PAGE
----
Policy Options

Constraining the transnational criminal networks examined in this report will require a holistic response that addresses their causes, effects, power, reach, and methods of operation. A country-by-country approach will be defeated by the criminal groups’ agility in hopping borders and outrunning law enforcement.

There is no overstating the degree to which robust international coordination is central to combating transnational organized crime. Tackling the scamming networks will require harnessing the research and law enforcement capacities of key countries and international organizations. The United States and China, as the two most strongly affected victims of the online scamming industry, would be key to any international response. Should they fail to find means of coordinating their efforts, criminal networks will exploit the resulting gaps to sustain their activities.

An effective response by United States government will require a coordinated, whole-of-government effort that draws on the competencies of federal agencies in information collection, financial management, and law enforcement.

A coordinated US mechanism of this kind would facilitate consistent US cooperation and coordination with countries in Southeast Asia and others affected by the criminal scamming. It would help compile and centralize a more robust information base than that which currently exists. Such a response would be most effectively centered in a National Security Council interagency task force. One major objective of a US response should be to strengthen the governmental and law enforcement capabilities and actions of Southeast Asian countries, not only to address this problem in their own countries but also to work together to interrupt the ability of the networks to move around the region and exploit weaknesses that provide new openings for their operations. Buttressing these efforts should be a concerted effort by the US government to hold accountable all evidenced criminals— including compound owners, state-embedded co-conspirators, and affiliated corporations— through sanctions, asset seizure, travel bans, and other safeguarding mechanisms.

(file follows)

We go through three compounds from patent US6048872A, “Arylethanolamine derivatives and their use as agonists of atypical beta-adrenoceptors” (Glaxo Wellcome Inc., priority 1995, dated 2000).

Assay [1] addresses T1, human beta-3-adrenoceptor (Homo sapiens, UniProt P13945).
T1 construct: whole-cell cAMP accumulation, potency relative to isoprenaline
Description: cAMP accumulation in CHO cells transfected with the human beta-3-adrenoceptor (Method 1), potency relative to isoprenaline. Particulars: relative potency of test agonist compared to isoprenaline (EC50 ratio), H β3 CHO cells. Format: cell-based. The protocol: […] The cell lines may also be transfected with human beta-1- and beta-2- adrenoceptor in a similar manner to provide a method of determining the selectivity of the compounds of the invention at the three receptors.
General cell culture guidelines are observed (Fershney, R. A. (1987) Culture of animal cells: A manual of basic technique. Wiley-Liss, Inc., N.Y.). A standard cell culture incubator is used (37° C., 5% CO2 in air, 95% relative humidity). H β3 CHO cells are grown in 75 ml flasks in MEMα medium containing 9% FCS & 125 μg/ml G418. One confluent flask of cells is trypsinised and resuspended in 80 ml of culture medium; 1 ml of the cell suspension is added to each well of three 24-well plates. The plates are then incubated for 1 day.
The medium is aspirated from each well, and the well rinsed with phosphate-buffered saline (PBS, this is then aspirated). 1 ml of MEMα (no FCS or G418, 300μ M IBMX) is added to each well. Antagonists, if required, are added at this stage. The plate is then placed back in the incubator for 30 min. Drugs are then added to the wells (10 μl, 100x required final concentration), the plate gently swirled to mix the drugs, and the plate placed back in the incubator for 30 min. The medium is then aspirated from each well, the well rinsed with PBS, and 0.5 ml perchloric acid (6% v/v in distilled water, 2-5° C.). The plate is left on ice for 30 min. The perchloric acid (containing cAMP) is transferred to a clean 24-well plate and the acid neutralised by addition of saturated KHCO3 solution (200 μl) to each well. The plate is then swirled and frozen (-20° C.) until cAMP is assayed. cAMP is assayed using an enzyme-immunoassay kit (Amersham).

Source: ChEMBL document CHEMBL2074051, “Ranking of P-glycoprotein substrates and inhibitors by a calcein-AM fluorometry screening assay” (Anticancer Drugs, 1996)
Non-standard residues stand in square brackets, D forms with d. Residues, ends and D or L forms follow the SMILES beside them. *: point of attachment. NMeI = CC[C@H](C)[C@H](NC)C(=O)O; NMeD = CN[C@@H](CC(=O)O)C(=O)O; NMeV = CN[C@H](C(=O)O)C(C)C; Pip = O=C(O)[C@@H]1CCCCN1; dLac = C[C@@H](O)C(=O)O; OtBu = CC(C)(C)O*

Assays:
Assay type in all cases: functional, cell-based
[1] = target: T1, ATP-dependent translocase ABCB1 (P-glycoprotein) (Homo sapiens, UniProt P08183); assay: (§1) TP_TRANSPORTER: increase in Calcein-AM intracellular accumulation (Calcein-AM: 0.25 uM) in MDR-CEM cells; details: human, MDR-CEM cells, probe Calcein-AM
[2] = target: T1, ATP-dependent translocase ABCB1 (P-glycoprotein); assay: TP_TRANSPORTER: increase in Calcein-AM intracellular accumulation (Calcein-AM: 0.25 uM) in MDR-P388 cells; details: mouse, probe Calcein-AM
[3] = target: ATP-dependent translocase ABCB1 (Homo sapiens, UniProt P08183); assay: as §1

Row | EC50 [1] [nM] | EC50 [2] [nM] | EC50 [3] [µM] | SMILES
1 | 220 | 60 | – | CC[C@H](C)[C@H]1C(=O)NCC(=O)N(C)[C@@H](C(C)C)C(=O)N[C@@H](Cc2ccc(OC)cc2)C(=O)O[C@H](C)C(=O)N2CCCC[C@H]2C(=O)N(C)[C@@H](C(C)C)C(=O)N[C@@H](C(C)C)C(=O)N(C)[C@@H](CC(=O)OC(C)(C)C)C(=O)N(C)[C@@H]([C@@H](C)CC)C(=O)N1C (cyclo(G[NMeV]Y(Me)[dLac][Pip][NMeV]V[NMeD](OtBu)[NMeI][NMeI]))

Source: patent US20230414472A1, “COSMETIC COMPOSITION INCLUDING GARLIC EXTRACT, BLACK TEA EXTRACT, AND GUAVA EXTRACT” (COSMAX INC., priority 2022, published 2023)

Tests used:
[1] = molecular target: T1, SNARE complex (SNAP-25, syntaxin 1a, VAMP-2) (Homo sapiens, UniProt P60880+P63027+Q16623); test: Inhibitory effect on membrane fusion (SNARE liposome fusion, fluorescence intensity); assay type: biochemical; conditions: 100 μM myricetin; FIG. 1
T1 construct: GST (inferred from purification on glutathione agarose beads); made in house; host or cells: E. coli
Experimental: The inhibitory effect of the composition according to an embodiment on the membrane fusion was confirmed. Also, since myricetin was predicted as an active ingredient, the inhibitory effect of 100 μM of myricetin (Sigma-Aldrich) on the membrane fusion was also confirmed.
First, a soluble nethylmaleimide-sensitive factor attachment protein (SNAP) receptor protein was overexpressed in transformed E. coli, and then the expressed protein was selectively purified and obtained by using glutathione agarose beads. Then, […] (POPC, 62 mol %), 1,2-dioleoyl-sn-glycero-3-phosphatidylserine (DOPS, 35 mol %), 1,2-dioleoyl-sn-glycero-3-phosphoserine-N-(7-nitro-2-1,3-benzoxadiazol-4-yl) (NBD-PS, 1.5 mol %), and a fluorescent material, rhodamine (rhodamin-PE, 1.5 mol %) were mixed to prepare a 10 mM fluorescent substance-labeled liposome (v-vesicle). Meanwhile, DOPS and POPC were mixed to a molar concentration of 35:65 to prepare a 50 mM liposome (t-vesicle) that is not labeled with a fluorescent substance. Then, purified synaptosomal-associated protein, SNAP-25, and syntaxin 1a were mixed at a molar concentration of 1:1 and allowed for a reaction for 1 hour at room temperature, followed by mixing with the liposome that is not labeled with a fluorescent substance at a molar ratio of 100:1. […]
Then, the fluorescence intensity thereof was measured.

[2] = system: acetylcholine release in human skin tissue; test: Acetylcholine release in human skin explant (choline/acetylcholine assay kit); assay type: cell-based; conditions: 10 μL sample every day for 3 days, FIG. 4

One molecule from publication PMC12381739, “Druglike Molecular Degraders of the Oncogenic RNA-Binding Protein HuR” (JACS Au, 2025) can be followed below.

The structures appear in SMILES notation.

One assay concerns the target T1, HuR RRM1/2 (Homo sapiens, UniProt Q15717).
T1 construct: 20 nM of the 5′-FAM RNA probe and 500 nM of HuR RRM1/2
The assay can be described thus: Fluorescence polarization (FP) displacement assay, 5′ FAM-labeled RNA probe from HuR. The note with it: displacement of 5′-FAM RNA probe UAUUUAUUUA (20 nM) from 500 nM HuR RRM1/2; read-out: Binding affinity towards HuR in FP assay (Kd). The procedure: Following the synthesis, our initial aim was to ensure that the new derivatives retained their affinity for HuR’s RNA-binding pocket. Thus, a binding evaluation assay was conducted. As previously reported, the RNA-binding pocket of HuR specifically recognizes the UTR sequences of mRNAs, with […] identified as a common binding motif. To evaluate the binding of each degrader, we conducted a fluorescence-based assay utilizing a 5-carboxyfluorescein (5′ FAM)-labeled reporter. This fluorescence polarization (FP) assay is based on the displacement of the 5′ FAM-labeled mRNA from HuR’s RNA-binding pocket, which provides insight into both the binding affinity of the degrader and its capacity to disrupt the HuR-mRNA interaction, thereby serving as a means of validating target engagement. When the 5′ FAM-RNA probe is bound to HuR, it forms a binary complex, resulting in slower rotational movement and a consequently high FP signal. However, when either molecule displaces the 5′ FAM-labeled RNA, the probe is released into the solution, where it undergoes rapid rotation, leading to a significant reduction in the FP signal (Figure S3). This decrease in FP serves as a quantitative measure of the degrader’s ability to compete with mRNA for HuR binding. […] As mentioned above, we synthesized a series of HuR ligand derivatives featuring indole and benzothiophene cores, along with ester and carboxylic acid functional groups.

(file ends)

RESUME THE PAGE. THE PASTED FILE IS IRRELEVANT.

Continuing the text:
The US response should begin by addressing the serious lack of information on all aspects of the scamming industry, not least the constantly advancing technology that facilitates the scamming operations, their financial underpinnings, and money laundering.

Working internationally in Southeast Asia and globally, this effort should coordinate data collection on a worldwide basis, engaging not only government sources but also civil society, media, business, and financial institutions. One of the greatest weaknesses of current law enforcement efforts and other attempts to counteract the criminal activities involved in the scamming industry is the lack of systematic and coordinated data collection. This gap must be urgently filled if law enforcement is to have a full picture of the problem, its vast and evolving network of criminal actors, and its constantly shifting dynamics. Effective data collection demands significant international cooperation.

To protect its own citizens, the US government should conduct a nationwide public awareness program to draw attention to the scamming methods used to draw potential victims into fraudulent investment, dating, and gambling schemes designed to impoverish them.

Areas of expertise: Macroeconomic policy; economic reform; the role of financial institutions in economic development; Myanmar; Indo-Pacific